4. Spread the paper pattern apart at the apex. If your measurements indicated that you’re a C-cup, spread the pattern by 1/2″. If you’re a D-cup, spread by 3/4″. If you’re an A-cup, you can slide the pieces of the pattern to overlap each other by 1/2″ instead of spreading.
As you spread the pattern at the apex, the pleats will also get wider (or smaller if you’re overlapping for a small bust). Divide the amount of spread evenly between the two pleats by pivoting the flap of paper in the center, and tape a piece of paper behind the pattern to hold everything in place as shown. Leave some paper at the bottom edge of the pattern piece as well, so the lower edge can be adjusted in the next step.
5. Once you’ve taped paper to fill in the gaps, carefully fold and tape the pleats together. Note that the pleats will no longer match up at the bottom edge. See how the dots don’t match anymore? That’s okay. Tape the pleat edges together for the time being so we can adjust the lower edge of the bodice and re-position the pleat dots.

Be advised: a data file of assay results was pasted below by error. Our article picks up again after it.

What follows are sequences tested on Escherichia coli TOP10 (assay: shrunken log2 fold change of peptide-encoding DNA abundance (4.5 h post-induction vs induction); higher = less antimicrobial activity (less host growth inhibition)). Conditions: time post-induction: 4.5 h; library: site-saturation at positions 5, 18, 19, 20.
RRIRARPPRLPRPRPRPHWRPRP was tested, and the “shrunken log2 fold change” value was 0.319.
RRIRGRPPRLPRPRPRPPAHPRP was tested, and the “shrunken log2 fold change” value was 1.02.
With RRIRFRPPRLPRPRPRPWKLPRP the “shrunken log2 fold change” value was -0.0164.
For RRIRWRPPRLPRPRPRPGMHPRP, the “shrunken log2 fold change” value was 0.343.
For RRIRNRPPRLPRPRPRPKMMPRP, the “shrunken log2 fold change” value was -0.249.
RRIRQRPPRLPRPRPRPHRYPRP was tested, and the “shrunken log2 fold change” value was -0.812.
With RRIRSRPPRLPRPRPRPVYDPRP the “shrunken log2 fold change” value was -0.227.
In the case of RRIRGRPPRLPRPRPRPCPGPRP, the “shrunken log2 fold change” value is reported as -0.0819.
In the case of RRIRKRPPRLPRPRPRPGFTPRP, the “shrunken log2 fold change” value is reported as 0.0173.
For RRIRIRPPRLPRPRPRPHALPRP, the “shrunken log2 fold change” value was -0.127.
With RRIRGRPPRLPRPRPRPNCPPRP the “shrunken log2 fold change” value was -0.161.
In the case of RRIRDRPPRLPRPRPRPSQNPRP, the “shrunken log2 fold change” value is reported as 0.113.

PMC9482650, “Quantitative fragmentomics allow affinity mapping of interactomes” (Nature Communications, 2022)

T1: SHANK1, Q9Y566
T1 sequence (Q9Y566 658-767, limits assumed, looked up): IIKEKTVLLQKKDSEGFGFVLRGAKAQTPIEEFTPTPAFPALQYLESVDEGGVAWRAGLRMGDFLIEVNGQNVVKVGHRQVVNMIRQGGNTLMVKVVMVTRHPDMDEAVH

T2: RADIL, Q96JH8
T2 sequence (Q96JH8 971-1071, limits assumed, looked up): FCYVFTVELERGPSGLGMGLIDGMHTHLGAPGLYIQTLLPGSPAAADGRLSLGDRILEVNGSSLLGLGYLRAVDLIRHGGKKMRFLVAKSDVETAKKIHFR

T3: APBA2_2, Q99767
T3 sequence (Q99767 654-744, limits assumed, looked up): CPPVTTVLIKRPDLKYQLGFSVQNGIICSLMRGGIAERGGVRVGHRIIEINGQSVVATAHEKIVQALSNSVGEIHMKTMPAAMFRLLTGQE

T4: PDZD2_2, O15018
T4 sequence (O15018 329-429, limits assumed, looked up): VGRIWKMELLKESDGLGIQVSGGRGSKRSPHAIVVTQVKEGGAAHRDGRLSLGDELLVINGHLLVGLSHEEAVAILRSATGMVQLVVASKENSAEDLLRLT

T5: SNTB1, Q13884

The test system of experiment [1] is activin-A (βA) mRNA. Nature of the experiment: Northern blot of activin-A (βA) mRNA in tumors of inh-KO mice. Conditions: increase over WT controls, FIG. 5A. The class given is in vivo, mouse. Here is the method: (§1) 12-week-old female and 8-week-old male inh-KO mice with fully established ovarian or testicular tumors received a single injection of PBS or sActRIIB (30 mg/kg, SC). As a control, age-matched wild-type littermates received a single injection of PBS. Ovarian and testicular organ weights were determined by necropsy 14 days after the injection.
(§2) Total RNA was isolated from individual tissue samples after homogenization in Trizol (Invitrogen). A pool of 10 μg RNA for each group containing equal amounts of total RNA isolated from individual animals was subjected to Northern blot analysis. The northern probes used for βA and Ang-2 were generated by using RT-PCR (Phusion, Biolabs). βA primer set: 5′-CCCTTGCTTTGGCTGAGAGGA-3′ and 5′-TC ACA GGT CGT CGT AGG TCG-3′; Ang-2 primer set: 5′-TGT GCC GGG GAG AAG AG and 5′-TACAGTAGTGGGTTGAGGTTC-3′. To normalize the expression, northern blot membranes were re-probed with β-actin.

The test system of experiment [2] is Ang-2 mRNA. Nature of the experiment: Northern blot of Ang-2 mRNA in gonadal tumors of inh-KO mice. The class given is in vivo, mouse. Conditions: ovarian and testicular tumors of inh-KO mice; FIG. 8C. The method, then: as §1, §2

6. Since we added length to the outside of the front bodice when we spread it at the cut, we’ll need to add the equivalent amount of length to the rest of the bodice. And then we’ll re-mark the dots that match up the two edges of each pleat. Start by drawing a curved line that mimics the curve of the bodice but drops down a bit. Blend the lines a bit as you draw the new curve, as shown below. (If you’re reducing for a smaller bust, you’ll be shortening the bottom edge of the bodice near the center front instead of lengthening it.)